Republican Congresswoman Faces Backlash For Criticizing Pro-Life Legislation

Rep. Nancy Mace (R-SC) is facing criticism from fellow Republican leaders and conservative groups after suggesting that the party’s pro-life agenda may be costing the party votes. Speaking to Fox News on Sunday, Mace expressed her concerns about the party’s approach to the issue of abortion, saying that some of the stances taken by Republicans were too extreme.

The South Carolina representative argued that even though she is pro-life, the party’s position on the issue has become too polarizing and is driving away independent voters.

“Even though I’m pro-life, I represent a pro-choice district, and I saw the tide change after Roe was overturned. We went [from being] mildly pro-choice to…[a] vast majority of voters being pro-choice after Roe v. Wade. It changed the entire electoral environment in ’22,” Mace said.

Mace, who has a strong pro-life voting record, suggested that Republicans focus on improving access to birth control rather than pushing for a complete ban on abortion. According to her, that’s one way to protect the lives of the unborn while retaining the trust of independent voters.

“We’re afraid of the issue because we’re afraid of our base, and – but that’s not where the base is,” Mace said.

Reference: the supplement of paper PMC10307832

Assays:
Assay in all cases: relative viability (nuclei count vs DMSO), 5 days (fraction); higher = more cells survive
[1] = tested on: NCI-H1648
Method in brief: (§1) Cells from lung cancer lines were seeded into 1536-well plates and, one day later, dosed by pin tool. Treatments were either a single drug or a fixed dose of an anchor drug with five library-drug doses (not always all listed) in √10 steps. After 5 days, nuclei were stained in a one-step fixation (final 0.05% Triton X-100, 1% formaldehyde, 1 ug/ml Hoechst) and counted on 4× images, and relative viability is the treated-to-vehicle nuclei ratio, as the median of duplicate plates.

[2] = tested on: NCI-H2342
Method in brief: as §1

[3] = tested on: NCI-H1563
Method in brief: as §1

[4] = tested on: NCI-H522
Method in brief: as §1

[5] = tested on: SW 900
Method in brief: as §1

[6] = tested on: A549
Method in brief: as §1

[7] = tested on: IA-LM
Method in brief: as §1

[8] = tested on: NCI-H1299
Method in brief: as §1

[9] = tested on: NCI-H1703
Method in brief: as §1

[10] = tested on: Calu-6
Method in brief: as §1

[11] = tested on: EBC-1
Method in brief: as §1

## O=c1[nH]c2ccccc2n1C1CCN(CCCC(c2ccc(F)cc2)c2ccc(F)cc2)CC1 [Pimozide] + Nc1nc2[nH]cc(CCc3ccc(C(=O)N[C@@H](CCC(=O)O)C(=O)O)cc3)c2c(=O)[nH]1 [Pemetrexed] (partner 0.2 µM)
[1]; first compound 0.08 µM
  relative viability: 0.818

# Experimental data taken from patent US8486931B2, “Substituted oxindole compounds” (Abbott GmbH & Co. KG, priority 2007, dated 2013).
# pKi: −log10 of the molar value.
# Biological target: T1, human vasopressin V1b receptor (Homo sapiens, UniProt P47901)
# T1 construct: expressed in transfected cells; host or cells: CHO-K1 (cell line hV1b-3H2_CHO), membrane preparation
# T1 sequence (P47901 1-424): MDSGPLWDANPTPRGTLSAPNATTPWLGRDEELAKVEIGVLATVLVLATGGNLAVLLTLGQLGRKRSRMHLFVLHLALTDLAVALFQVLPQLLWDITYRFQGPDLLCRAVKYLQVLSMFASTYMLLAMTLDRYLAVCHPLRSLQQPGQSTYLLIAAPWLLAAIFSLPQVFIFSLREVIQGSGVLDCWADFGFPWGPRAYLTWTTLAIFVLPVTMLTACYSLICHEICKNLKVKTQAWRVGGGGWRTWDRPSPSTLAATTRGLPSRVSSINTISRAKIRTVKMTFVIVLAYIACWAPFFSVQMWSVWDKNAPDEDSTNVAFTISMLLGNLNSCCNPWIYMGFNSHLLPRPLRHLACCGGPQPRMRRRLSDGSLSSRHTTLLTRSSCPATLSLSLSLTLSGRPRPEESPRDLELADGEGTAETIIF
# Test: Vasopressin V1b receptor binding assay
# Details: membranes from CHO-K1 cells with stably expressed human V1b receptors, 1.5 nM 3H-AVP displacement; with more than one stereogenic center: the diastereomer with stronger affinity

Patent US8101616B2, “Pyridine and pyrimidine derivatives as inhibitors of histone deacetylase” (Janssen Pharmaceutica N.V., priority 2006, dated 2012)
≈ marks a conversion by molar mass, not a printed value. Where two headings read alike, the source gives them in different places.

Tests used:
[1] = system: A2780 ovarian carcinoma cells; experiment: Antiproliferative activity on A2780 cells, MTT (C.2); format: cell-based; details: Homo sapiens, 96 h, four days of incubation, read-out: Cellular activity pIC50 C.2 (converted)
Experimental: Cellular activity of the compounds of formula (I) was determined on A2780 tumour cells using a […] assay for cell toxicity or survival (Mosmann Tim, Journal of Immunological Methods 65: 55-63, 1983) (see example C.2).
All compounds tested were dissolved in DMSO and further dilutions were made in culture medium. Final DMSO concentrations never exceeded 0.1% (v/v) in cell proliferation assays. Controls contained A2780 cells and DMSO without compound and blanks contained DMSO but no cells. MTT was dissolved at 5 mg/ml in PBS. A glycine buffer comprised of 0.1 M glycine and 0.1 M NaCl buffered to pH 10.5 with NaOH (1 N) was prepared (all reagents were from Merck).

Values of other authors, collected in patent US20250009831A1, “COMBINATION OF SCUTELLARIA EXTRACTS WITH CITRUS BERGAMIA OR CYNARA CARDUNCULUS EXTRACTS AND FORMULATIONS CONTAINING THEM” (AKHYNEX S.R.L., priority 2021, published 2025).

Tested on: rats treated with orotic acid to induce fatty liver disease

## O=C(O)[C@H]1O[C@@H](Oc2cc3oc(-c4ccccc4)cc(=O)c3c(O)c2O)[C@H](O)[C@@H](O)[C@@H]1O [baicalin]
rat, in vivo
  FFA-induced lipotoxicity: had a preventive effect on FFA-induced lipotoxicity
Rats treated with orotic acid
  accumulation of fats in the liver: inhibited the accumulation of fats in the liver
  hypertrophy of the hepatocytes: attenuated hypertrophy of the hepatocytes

However, many Republicans argue that access to birth control does not address the core issue of protecting the lives of the unborn. The comments drew criticism from conservative groups, including Life News, a pro-life website, which called her a “sellout.”

Many Republicans also took issue with Mace’s suggestion that the party’s pro-life stance was alienating independent voters.

Despite the expected criticism, Mace was firm in her comments, saying that she is simply trying to find a middle ground on the issue of abortion.

“I have a great pro-life voting record but some of the stances we’ve taken, especially when it comes to rape and incest, protecting the life of a mother, it’s so extreme, the middle – the independent voters, right of center, left of center, they cannot support us,” Mace said.

Mace’s comments come at a time when the issue of abortion is once again in the spotlight, with many states passing restrictive abortion laws in the hopes of challenging the Supreme Court’s landmark Roe v. Wade decision.

While her comments echo the views of some conservatives, the idea of the Republican Party reconciling its pro-life values with the need to appeal to a wider range of voters seems like a reach.